6 strategies for building trust in sales teams
Trust is defined as “reliance on the character, ability, strength, or truth of someone or something.”
Consider that for a minute …. trust indicates that you depend on another person to do the right thing. You believe in the individual’s ability, integrity and strength of character, to the extent that you’re able to put yourself on the line, at some danger to yourself.
Trust is necessary for efficient group dynamics – when your team members feel secure in each others abilities they are more prepared to commit to increased communication & collaboration, and greater exposure to risk (project & personal).
Without trust there’s less innovation, collaboration, imaginative thinking, and performance, and individuals invest their time protecting themselves and their interests instead of concentrating their efforts on helping the group attain its objectives.
How to develop a culture of trust
1. Lead by Example
To build trust within your team – lead by example, and show them you trust others (including your group, colleagues, and employer). Never forget that your team will mirror your actions, not what they are being told to do.
Most sales performance initiatives (sales training, CRM implementation etc) fail due to waning commitment to the new system – over time sales people gradually abandon the new sales methodologies and revert back to their old ways, similarly new technology will be aborted in preference to the old familiar system. Management must continually reinforce the importance of the new system by integrating it into their sales management processes (eg planning & deployment and performance management).
2. Communicate openly
Open communication is essential for building trust. You need to get everyone on your team talking to one another in an honest, meaningful way. It is only through communication that team members understand each others actions and motives – thus minimising conflicts of interests.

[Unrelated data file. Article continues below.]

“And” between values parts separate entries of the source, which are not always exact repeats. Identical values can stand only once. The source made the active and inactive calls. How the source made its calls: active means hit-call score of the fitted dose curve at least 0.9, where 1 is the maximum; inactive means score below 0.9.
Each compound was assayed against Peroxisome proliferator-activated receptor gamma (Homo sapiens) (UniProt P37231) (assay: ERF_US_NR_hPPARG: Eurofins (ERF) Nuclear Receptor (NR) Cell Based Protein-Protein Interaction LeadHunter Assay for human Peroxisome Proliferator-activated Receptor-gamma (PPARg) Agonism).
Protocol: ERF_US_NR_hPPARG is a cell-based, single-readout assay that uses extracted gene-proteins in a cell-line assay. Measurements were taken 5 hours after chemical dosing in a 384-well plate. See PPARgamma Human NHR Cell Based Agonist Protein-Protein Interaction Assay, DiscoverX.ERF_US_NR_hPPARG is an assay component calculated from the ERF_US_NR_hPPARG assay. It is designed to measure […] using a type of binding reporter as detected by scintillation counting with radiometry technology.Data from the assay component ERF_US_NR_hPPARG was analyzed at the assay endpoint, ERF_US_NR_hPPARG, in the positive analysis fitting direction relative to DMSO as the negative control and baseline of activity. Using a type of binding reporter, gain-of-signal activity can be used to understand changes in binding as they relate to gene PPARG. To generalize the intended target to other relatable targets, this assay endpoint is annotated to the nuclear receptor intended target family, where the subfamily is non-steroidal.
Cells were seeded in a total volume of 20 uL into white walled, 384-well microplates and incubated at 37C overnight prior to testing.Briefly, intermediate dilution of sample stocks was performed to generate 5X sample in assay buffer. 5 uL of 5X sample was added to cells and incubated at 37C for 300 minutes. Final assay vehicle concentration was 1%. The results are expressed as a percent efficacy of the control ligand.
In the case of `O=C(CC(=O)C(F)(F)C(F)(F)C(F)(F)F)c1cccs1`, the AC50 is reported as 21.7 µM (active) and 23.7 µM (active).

Conflicts between sales & marketing are a result of this lack of communication – each department works in isolation and performs activities which at best don’t support the others objectives. Customers as a result receive conflicting messages which often jeapodises relationships (and potential sales).
3. Personalise communication
Personalise team communications, and encourage the sharing of experiences and personal stories. All members of the sales team are able to contribute personal experiences of different circumstances/scenarios. Personalised communication benefits the team as a whole because it provides an opportunity to learn something new or reenforce existing knowledge.
4. Don’t Place Blame
In a dynamic team environment honest mistakes and disappointments happen, and it’s easy to point the finger elsewhere . It is always easier to blame the sales team or a declining market for not meeting sales targets …. besides addressing an issue takes work and puts your reputation at risk.
Rather than looking inward and assessing what they could have done better, many salespeople instinctively blame everything around them …. looking at where they lost the sale exposes their weaknesses. Often if a sale is lost they blame marketing for a poor lead or the personality of the prospect – losing the opportunity to learn from their mistakes.
5. Discourage Cliques
Cliques can form within larger teams, often between team members who share common interests or work tasks. However, these groups can make others members feel isolated, stifle communication and undermine trust between group members.
In larger sales teams top performers tend to band together, often isolating other members. This scenario stifles communication and prevents mentoring of junior sales staff …. where the rest of the team cannot benefit from their experience.
6. Address problems promptly
Problems, like boils, if left to fester will grow and eventually erupt. Getting to the core of a problem in a prompt and professional manner, is paramount in managing a performance sales team. Attitudes are infectious, take care to monitor team behaviours and respond accordingly and promptly.
Sales managers are notoriously slow at responding to changes in attitude and/or performance, preferring to brush them off as ‘temporary anomalies’. Working along side team members to address problems demonstrates trust in their ability and concern for their well-being, as well as encouraging communication and defining expectations.
Without trust there’s less communication, collaboration, innovation, creative thinking, and productivity. People spend their time protecting themselves and their interests – this is time that should be spent helping the group attain its goals.